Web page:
Most of the time I like to keep my posts upbeat, but lately I’ve been dealing with a heavy heart and mind, so I decided to break the rules and lament a bit.
I am coming to the end of my teaching career. I feel it. I know it. In fact, I was very close to not going back to school this year. For five years or longer I’ve toyed with the idea of moving to my ideal little dream town and trying something new. I almost had my chance this summer. I went in for the interview and kept my fingers crossed, but it didn’t happen.
It’s no secret. My principal knows what I’ve been going through, and I told him he truth about how hard I knew this year was going to be. I don’t always speak, but quiet doesn’t always mean shy. Sometimes it just means keeping a distance.
My parents were like that. They were very stoic. I guess that’s why I have such a difficult time opening up to people. They certainly didn’t open up to me. Today was a rough day. For the first time since my father died, I drove out to the cemetery and visited the grave sites. Funny how life is. Only a few months ago, he and I sat a distant relative’s house picking out the tombstone. I didn’t want to be there. I didn’t realize that only days after it would be ready for my mother’s grave, his name would be inscribed on it as well.
But what really hit me was the little headstone next to theirs—infant son. I stood in front of my brother’s grave, a brother I never knew, nobody knew. For five years before I was born, my father and mother had a different family of three, a mother, a father, and a baby that never took his first breath.
But my parents never shared anything about him with me. They were too private. They kept it all inside. Until today I didn’t even know his birth date. I found it ironic how my mother died on the 25th, my brother on the 26th, and my father the 27th.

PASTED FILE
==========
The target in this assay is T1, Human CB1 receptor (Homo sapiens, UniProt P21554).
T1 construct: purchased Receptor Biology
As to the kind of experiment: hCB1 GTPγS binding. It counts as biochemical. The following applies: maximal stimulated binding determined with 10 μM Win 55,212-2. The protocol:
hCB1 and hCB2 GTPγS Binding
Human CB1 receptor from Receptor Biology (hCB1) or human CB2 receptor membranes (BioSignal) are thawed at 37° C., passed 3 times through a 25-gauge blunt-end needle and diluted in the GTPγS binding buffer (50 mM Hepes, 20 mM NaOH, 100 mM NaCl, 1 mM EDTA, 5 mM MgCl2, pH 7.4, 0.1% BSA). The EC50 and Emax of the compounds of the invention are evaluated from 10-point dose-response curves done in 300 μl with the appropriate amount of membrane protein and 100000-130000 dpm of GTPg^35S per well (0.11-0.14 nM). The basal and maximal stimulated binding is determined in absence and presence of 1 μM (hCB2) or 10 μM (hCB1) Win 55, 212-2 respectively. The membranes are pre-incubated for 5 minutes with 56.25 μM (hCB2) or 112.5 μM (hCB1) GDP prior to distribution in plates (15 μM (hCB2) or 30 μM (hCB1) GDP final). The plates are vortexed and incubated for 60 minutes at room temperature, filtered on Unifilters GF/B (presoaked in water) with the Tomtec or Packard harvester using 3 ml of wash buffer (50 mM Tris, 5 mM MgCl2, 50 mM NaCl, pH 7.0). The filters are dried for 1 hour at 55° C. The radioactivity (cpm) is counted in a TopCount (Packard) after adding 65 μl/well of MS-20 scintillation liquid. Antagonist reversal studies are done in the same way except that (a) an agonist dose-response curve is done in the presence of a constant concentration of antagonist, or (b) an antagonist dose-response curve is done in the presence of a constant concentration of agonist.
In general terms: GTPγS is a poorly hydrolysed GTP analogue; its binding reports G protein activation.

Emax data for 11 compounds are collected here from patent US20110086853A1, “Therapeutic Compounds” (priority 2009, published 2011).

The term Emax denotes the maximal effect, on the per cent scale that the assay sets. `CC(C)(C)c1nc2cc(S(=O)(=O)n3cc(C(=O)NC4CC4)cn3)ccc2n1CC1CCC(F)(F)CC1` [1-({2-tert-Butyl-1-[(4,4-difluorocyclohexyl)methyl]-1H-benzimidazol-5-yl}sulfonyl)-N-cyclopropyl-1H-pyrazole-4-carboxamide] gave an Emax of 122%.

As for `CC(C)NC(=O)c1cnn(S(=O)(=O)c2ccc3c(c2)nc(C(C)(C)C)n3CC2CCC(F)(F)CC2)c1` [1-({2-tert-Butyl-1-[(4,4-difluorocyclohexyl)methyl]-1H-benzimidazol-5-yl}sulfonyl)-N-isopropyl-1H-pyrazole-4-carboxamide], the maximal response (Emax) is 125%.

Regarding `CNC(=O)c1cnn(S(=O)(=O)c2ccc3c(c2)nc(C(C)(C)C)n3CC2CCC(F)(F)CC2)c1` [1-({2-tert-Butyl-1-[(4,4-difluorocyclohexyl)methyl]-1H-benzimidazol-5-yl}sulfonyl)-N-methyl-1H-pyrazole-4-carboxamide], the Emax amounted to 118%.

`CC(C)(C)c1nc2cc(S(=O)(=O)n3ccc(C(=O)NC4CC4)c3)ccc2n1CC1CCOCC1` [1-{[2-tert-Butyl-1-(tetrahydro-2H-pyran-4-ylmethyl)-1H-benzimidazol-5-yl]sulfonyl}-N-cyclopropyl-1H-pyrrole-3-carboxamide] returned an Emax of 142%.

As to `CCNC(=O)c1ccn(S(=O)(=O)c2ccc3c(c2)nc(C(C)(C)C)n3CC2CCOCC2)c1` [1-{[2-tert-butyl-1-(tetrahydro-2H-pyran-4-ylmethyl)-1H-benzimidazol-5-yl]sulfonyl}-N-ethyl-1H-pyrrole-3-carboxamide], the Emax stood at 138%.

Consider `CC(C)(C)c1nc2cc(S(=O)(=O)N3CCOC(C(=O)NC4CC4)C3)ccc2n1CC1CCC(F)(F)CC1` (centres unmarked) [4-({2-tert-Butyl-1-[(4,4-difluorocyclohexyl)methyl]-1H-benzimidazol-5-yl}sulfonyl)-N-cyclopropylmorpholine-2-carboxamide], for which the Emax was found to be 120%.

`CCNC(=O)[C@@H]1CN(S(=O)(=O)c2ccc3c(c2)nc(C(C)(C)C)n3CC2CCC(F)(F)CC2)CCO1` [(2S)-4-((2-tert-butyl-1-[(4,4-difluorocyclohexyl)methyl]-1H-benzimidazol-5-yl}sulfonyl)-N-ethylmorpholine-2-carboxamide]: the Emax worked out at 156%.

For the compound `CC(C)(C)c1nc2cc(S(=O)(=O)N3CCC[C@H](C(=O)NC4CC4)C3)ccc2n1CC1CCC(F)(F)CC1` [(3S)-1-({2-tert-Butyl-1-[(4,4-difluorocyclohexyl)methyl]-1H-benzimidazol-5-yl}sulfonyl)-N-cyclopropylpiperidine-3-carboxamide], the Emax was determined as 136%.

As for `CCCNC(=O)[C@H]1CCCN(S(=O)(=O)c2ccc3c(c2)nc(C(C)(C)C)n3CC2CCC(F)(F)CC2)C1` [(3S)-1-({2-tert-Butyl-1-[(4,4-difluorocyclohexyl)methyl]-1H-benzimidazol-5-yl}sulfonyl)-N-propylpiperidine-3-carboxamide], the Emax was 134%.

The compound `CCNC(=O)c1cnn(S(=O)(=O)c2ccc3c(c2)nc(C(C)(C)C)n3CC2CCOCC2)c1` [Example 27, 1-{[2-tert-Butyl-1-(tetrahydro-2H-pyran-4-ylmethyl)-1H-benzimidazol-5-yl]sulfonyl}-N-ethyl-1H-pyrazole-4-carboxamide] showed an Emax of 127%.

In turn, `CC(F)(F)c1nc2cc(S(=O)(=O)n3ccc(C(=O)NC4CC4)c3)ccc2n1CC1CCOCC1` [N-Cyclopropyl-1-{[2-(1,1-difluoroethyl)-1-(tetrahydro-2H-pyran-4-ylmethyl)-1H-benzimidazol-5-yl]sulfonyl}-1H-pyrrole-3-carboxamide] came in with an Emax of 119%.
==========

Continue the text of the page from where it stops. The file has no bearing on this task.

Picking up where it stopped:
And now they’re united in Heaven.
But after all these years it just now dawned on me how my parents never showed any emotion. I went on with my happy little life, oblivious to what they must have felt ever time his birthday rolled around. They never gave him a name, but I think I recall my dad telling me what they had planned to call him—or maybe it was the name they had chosen to call me if I were a boy.
I do know they almost named me Cindy. I look in the mirror sometimes and try to picture myself as Cindy. No. I don’t feel like a Cindy. But I never liked the name Teresa. I never could say it right. I pronounce it Treesa. I even consider changing it to Terri in college, with my father’ s blessing. But all my high school friends called me Tee, so I stuck with that.
I was named after the singer Teresa Brewer. I’ll never know the impact she had on my parents’ life, but it was enough to name their only living child after her.
During the last year I’ve undergone tremendous change. And as I stated before, I didn’t want to go back to school. Teaching requires a lot of giving of oneself. To be honest, I felt as though I had nothing left to give. But to make matters worse, not only did I receive a new curriculum for my dual-enrollment classes, I also received a new class, giving me a total of four preparations.
I’m used to being super woman, but not his year. I just didn’t have it in me. When I walked in to face this new class of students, I didn’t want to teach, I saw a roomful of trouble. The students didn’t want to stay in their seats. They were chronically late. They didn’t work. They never had their materials.
But they grew on me, and I opened my heart to them. I think they really believe I love them. And you wouldn’t believe what a change has overcome them. They work hard now. I’m so proud. It pays to invest in someone else’s life, especially if you are a teacher.
My greatest fear with all this state testing is that we teachers will become very self-centered and competitive, thinking about ourselves and forgetting about our students. We may find a way to wrangle out of teaching the low students. But the lowest students need the greatest investment and often yield the greatest return.
Kids don’t participate because they’re afraid to open up. They’re afraid of ridicule. They’re afraid to be vulnerable. That’s why I model vulnerability in front of them.